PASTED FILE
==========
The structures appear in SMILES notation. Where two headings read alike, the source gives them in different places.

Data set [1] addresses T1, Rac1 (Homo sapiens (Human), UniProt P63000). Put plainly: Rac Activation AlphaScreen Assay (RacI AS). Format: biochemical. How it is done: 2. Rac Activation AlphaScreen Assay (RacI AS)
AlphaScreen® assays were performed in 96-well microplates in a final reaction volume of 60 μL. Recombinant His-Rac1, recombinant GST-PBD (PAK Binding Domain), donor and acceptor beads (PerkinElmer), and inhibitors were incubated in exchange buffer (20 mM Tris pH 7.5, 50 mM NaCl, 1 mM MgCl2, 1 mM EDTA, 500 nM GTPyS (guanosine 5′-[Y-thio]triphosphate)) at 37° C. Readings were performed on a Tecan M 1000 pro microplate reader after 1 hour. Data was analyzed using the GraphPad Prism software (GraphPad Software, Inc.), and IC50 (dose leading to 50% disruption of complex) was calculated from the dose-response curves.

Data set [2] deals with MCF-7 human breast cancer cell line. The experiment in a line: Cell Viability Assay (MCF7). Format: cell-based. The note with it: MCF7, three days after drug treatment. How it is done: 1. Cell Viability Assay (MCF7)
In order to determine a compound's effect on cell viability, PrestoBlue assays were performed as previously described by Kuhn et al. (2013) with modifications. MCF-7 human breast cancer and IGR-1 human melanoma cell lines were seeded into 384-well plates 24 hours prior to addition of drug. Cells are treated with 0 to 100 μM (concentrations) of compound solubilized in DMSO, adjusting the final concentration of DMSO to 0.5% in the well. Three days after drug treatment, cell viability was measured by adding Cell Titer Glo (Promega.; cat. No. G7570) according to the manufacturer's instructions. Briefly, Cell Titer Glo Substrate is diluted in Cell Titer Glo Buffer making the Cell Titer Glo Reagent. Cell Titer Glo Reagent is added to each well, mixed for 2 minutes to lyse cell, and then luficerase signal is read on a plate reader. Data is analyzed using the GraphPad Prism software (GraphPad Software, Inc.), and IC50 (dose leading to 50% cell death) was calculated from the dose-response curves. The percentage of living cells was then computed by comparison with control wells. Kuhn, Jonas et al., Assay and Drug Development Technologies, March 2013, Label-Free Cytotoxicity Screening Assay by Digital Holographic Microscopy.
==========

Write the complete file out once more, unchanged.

The structures appear in SMILES notation. Where two headings read alike, the source gives them in different places.

Data set [1] addresses T1, Rac1 (Homo sapiens (Human), UniProt P63000). Put plainly: Rac Activation AlphaScreen Assay (RacI AS). Format: biochemical. How it is done: 2. Rac Activation AlphaScreen Assay (RacI AS)
AlphaScreen® assays were performed in 96-well microplates in a final reaction volume of 60 μL. Recombinant His-Rac1, recombinant GST-PBD (PAK Binding Domain), donor and acceptor beads (PerkinElmer), and inhibitors were incubated in exchange buffer (20 mM Tris pH 7.5, 50 mM NaCl, 1 mM MgCl2, 1 mM EDTA, 500 nM GTPyS (guanosine 5′-[Y-thio]triphosphate)) at 37° C. Readings were performed on a Tecan M 1000 pro microplate reader after 1 hour. Data was analyzed using the GraphPad Prism software (GraphPad Software, Inc.), and IC50 (dose leading to 50% disruption of complex) was calculated from the dose-response curves.

Data set [2] deals with MCF-7 human breast cancer cell line. The experiment in a line: Cell Viability Assay (MCF7). Format: cell-based. The note with it: MCF7, three days after drug treatment. How it is done: 1. Cell Viability Assay (MCF7)
In order to determine a compound's effect on cell viability, PrestoBlue assays were performed as previously described by Kuhn et al. (2013) with modifications. MCF-7 human breast cancer and IGR-1 human melanoma cell lines were seeded into 384-well plates 24 hours prior to addition of drug. Cells are treated with 0 to 100 μM (concentrations) of compound solubilized in DMSO, adjusting the final concentration of DMSO to 0.5% in the well. Three days after drug treatment, cell viability was measured by adding Cell Titer Glo (Promega.; cat. No. G7570) according to the manufacturer's instructions. Briefly, Cell Titer Glo Substrate is diluted in Cell Titer Glo Buffer making the Cell Titer Glo Reagent. Cell Titer Glo Reagent is added to each well, mixed for 2 minutes to lyse cell, and then luficerase signal is read on a plate reader. Data is analyzed using the GraphPad Prism software (GraphPad Software, Inc.), and IC50 (dose leading to 50% cell death) was calculated from the dose-response curves. The percentage of living cells was then computed by comparison with control wells. Kuhn, Jonas et al., Assay and Drug Development Technologies, March 2013, Label-Free Cytotoxicity Screening Assay by Digital Holographic Microscopy.